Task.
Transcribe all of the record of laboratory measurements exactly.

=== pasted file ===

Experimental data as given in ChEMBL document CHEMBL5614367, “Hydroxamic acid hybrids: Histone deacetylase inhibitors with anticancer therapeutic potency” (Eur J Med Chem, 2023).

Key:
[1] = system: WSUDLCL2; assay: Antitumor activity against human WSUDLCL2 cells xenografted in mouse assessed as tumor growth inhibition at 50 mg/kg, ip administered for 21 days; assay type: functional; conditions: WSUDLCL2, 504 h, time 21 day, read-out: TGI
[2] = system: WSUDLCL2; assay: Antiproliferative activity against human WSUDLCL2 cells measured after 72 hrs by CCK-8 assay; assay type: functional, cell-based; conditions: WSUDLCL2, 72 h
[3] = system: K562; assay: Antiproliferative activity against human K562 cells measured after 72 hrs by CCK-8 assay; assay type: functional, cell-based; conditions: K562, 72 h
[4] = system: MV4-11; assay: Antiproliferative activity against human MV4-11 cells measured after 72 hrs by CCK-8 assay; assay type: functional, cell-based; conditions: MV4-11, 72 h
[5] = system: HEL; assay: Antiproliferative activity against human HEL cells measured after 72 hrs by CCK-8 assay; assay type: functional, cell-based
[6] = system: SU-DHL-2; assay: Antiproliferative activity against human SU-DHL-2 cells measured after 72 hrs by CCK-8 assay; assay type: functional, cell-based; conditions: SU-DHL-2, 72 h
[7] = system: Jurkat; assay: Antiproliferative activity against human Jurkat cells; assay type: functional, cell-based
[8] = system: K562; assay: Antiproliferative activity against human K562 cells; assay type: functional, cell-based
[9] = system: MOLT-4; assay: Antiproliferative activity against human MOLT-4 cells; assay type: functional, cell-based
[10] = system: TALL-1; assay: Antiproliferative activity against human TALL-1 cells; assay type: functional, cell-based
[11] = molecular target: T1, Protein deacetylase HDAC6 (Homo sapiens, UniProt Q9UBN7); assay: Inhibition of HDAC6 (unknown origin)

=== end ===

Experimental data as given in ChEMBL document CHEMBL5614367, “Hydroxamic acid hybrids: Histone deacetylase inhibitors with anticancer therapeutic potency” (Eur J Med Chem, 2023).

Key:
[1] = system: WSUDLCL2; assay: Antitumor activity against human WSUDLCL2 cells xenografted in mouse assessed as tumor growth inhibition at 50 mg/kg, ip administered for 21 days; assay type: functional; conditions: WSUDLCL2, 504 h, time 21 day, read-out: TGI
[2] = system: WSUDLCL2; assay: Antiproliferative activity against human WSUDLCL2 cells measured after 72 hrs by CCK-8 assay; assay type: functional, cell-based; conditions: WSUDLCL2, 72 h
[3] = system: K562; assay: Antiproliferative activity against human K562 cells measured after 72 hrs by CCK-8 assay; assay type: functional, cell-based; conditions: K562, 72 h
[4] = system: MV4-11; assay: Antiproliferative activity against human MV4-11 cells measured after 72 hrs by CCK-8 assay; assay type: functional, cell-based; conditions: MV4-11, 72 h
[5] = system: HEL; assay: Antiproliferative activity against human HEL cells measured after 72 hrs by CCK-8 assay; assay type: functional, cell-based
[6] = system: SU-DHL-2; assay: Antiproliferative activity against human SU-DHL-2 cells measured after 72 hrs by CCK-8 assay; assay type: functional, cell-based; conditions: SU-DHL-2, 72 h
[7] = system: Jurkat; assay: Antiproliferative activity against human Jurkat cells; assay type: functional, cell-based
[8] = system: K562; assay: Antiproliferative activity against human K562 cells; assay type: functional, cell-based
[9] = system: MOLT-4; assay: Antiproliferative activity against human MOLT-4 cells; assay type: functional, cell-based
[10] = system: TALL-1; assay: Antiproliferative activity against human TALL-1 cells; assay type: functional, cell-based
[11] = molecular target: T1, Protein deacetylase HDAC6 (Homo sapiens, UniProt Q9UBN7); assay: Inhibition of HDAC6 (unknown origin)